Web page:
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    Latest Comments

    You mentioned Lynch a lot which begs me to raise the question of how artists move between the two options. Beginning in black and white was the natural route for many film makers we now regard as masters and it is undoubted that it offers a much more considered education on lighting and colour. In black and white the emphasis is down to lighting to mix up your tones in the frame, when a film maker then moves to colour they are spolied for choice but with training in black and white are sure to much more carefully deploy different colours. Consider Blue Velvet as an example of an evocative, striking and down right excelled use of colour. It’s not just reality as we see it filmed as it was but carries much more significance which i think many filmmakers without a base in b&w overlook.

    The Vintage Aesthetic: The Function of Contemporary Black & White Cinema

    Personally this is my favourite Disney. The problem with Disney IS the standards and songs and I wholeheartedly disagree that reproducing a (commercially) successful formula should be advocated or applauded.

    Criticizing the lack of background of characters in The BC is suggesting that the fuller portraits of idealised princesses of more acclaimed titles is more realistic/believable? I know that disney themselves probably reflected on where they failed (as you identified well with their traditions in this genre) however these are the aspects which I believe made the film a stand out from normal disney predictable crap. I enjoy not being told where a character came from and is going to and there is much more mystery that enshrouds this film and fun to be had imagining the past life of the bard or Dalben etc. Also Eionway is far more progressive as a female character than is sadly the norm.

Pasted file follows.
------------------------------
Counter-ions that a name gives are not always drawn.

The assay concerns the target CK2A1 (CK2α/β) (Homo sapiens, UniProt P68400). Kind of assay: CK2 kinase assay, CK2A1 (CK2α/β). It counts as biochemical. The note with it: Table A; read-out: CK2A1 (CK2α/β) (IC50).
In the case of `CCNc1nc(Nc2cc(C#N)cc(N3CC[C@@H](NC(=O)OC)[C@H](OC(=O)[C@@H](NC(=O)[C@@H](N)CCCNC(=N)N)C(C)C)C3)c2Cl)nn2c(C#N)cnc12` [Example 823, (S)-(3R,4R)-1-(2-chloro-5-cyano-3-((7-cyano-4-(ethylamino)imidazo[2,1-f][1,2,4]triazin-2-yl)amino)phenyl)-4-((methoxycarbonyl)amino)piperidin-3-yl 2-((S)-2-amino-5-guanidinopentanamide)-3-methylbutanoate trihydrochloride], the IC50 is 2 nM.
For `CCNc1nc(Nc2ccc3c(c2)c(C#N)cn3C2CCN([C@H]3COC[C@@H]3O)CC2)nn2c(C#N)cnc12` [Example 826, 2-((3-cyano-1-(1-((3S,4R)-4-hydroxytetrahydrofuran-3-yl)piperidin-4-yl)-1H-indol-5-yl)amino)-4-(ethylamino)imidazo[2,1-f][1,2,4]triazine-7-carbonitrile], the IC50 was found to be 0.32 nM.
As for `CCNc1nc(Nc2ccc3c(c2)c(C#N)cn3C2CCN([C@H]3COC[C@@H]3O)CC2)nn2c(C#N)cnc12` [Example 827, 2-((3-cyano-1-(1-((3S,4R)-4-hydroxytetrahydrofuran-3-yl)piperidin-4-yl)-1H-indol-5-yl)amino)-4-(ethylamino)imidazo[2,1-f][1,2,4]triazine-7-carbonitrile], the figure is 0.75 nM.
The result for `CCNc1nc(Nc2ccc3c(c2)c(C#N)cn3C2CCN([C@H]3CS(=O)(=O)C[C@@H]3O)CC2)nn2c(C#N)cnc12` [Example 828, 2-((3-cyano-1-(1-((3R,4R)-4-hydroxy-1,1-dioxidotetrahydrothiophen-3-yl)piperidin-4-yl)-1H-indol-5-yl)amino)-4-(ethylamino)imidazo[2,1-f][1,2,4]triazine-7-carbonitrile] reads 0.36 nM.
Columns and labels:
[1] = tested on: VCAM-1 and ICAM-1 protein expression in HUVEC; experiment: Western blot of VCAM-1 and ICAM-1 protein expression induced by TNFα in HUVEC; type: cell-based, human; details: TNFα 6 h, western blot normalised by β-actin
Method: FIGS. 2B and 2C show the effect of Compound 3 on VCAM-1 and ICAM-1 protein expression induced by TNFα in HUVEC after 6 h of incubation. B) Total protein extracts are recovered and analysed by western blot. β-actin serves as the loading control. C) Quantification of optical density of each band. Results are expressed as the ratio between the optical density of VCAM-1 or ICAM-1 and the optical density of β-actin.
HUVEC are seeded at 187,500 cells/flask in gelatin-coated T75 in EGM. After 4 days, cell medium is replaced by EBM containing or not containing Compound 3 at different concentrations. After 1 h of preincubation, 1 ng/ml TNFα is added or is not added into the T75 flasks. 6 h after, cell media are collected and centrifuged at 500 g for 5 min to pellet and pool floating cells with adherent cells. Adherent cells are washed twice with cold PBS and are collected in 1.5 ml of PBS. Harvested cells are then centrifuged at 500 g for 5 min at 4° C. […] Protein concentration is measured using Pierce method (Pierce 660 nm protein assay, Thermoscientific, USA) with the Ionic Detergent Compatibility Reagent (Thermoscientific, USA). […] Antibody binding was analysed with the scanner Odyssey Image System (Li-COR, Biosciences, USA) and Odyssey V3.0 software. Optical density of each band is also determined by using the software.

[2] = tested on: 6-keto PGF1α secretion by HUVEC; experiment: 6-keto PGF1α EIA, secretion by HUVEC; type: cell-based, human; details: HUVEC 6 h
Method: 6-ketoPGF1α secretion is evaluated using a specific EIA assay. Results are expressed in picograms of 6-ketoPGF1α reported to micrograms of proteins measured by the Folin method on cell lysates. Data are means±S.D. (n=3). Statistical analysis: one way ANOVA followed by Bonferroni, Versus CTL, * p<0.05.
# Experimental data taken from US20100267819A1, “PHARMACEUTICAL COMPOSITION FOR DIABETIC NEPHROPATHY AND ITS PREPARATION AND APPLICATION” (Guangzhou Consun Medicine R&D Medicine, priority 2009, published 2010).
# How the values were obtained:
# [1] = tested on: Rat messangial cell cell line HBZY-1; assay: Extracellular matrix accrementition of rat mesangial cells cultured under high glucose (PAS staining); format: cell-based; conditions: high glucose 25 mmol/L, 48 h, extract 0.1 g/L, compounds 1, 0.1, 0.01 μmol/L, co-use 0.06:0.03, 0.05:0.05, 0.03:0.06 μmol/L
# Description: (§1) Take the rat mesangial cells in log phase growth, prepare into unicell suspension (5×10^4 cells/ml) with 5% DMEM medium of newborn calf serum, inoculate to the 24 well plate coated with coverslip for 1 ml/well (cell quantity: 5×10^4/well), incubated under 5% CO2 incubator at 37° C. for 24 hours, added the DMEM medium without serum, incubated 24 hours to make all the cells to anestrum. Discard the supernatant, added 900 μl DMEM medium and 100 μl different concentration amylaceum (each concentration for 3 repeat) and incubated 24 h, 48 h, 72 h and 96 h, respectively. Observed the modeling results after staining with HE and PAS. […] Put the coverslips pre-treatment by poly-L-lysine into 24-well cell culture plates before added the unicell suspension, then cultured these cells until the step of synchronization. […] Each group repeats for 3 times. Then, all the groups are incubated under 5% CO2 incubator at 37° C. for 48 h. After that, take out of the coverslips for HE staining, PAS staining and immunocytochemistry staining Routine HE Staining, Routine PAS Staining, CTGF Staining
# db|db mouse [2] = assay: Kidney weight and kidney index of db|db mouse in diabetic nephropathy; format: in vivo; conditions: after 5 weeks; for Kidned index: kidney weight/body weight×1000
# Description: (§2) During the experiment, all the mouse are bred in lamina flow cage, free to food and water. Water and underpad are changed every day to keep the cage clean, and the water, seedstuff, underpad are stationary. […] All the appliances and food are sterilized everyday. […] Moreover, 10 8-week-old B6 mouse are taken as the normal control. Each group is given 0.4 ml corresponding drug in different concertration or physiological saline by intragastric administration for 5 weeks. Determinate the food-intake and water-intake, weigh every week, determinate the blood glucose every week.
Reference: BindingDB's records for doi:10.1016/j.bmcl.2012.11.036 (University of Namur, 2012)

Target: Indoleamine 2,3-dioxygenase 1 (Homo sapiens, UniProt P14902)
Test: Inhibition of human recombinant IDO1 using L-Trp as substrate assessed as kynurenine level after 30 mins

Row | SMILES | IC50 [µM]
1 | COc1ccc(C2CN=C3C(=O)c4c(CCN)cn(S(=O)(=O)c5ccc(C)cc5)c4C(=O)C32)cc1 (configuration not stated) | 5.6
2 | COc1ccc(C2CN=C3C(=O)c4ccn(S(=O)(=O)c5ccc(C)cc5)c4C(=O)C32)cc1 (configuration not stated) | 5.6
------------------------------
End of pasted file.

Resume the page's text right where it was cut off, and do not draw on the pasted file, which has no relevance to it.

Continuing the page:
Another thing is the issue of the source. I have read a few of the books and they are a bad patchwork of Tolkein and Welsh mythology, diluted for children. So there’s not much to work with however I believe the ominous background music, and various settings create an expansive and threatening world, far more interesting than most Disney films of this genre.

    I think the obvious risks they took (genuinely scary villain and one of only two depictions of blood in their films at this time) are rewarded in how most people I speak to about this film recall it from childhood as something they were both scared and intrigued by, far more affecting than Cinderella.

    It doesn’t tick the boxes of a disney film but this is to be celebrated not condemned. I admit it’s far from perfect but this is personally more preferable to a twee, well knit story with well defined aspects.

    The Black Cauldron and the Seven Standards of Disney

    It’s terribly sad when you grow up to realize that people of colour are primarily recognized/applauded for playing the roles predetermined by their race and it’s traditional connotations in patriarchy. As good a step as it would be for films like Straight Outta Compton to be recognized and given equal space as representations of Black society, I think it’s equally critical that there is a rise in people of colour playing typical white roles, i.e. Bond- albeit a continuation of masculine and western ideals, these films will continue to be made so it would be a small but crucial step in the right direction.

    Exposing the Tragic Mulatta in Film